What Is Socialism?

Since a leading contender for the Democratic presidential nomination has endorsed it, since most of his opponents have refused to denounce it, and since a majority of young people appear to approve of it, now is a good time to ask: what exactly is socialism?

In a free market, you can buy just about any product you can afford so long as you are willing to pay the market price. Since market prices tend to reflect the social cost of production, in order to consume a good, you must pay what it costs society to produce it. On the supply side, people often have many employment opportunities. But wherever you work, the wage you receive will tends to reflect the social value of your contribution to the economy’s output of goods and services.

Under socialism, government rather than the market sets prices and wages. What difference does that make?

If the government sets the price below the market price, people will buy goods and services that are worth less to them than the social cost of their production. For example, it might cost society $10 to produce a good that is worth only $5 to the person who obtains it. The result will be over-consumption, provided people can actually obtain the good. (Often they cannot.) If the government sets the price above the market price, people will refrain from buying and consuming things they otherwise would have purchased. For example, society might be  capable of meeting a people’s needs with a good for a $10 price they are willing to pay. But because of a $20 mispricing, there will be under-consumption.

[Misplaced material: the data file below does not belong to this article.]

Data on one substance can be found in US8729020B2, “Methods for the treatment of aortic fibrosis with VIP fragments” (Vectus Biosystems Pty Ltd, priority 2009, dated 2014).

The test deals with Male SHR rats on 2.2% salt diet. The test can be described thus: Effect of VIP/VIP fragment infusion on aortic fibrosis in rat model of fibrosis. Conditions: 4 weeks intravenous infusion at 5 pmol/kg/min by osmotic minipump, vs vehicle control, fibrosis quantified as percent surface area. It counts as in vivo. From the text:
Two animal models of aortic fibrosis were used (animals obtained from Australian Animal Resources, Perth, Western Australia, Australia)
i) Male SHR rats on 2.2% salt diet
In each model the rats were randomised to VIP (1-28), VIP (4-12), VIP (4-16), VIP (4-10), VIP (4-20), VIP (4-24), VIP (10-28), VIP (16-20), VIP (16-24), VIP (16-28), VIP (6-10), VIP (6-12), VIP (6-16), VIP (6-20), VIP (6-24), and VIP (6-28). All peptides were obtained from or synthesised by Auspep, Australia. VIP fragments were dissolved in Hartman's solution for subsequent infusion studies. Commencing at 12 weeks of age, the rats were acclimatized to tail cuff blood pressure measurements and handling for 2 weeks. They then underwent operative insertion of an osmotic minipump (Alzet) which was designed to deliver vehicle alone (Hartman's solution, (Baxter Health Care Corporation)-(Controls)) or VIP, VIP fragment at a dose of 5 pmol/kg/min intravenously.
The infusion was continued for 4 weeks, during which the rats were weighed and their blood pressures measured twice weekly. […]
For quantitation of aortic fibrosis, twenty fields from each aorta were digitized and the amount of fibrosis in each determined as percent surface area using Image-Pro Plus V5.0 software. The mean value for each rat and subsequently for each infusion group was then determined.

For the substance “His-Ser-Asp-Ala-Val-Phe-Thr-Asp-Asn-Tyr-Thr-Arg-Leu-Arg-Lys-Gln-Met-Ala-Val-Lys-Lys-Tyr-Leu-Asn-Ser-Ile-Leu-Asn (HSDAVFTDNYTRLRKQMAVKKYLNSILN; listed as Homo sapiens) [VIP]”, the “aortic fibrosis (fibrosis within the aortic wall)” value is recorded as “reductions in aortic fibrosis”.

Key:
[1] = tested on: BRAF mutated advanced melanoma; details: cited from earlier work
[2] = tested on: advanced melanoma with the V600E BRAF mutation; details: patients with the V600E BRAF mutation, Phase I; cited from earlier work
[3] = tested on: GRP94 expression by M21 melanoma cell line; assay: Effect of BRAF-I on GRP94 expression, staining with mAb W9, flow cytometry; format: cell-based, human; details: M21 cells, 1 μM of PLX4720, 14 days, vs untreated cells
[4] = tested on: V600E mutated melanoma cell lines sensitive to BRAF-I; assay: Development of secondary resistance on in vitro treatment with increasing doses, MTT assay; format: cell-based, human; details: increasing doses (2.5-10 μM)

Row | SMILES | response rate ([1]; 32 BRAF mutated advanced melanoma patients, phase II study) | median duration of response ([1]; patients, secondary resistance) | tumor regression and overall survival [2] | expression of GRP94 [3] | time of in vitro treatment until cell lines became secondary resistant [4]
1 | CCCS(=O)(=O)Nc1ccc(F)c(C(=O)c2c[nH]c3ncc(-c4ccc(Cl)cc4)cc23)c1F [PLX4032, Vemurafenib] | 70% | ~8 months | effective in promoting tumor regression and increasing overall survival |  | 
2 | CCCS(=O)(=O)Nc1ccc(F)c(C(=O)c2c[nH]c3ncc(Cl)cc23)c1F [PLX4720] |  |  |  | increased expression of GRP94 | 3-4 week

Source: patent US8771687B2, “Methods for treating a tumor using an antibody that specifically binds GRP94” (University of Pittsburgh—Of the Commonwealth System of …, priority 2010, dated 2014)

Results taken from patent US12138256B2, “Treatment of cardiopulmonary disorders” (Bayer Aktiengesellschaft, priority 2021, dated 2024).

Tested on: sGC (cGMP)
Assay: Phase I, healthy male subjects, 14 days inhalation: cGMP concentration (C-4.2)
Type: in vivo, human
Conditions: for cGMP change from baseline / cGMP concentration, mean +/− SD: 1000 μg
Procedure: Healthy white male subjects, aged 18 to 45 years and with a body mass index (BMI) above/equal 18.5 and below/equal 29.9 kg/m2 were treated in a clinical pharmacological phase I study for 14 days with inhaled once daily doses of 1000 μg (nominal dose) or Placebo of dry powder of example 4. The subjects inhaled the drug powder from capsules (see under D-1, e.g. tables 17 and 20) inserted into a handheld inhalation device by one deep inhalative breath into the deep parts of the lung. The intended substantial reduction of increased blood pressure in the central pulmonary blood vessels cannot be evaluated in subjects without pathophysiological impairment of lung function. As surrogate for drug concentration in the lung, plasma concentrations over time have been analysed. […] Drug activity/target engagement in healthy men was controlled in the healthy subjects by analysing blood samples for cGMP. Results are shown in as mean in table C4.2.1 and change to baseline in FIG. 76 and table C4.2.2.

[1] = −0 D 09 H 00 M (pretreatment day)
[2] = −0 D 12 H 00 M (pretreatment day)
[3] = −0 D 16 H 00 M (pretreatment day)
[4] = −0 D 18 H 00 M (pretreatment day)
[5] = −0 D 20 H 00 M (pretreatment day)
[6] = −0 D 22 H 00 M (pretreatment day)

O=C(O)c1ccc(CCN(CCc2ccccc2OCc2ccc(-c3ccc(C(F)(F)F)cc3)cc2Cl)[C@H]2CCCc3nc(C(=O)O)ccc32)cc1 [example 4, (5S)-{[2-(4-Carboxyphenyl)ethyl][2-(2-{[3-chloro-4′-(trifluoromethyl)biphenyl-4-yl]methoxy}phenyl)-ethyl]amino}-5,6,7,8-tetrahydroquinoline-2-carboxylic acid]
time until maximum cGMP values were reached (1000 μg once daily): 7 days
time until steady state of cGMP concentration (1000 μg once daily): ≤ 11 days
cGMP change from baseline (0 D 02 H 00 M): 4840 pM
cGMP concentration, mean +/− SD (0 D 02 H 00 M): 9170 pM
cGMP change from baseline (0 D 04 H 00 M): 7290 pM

Similar distortions occur in the labor market. If government-set wages are above or below market wages, workers will respond by over-producing or underproducing various goods and services, relative to the value consumers place on them.

Under socialism, the government does much more than set prices. It determines what will be produced, how it will be produced, where it will be produced and under what circumstances people will be able to consume what is produced. Since prices are not allowed to clear markets, inevitably there is rationing by waiting for food, clothing, housing, medical care and other necessities. People spend enormous amounts of time and effort trying to circumvent the rationing bureaucracies.

To this point we have said nothing about why the government would do these things. Whatever the stated goals, socialist governments almost always have an economic plan. Whatever the plan, it’s in no one’s self interest to carry it out.

Let’s suppose the plan calls for you to have two bowls of rice every day, but you would like three. In a market economy you get the third bowl if you are willing to pay the market price. Let’s say that is $10. Under socialism, you are not allowed to have the third bowl at any price. So, your incentive is to spend up to $10 of effort to manipulate the rationing bureaucracy to get your third bowl.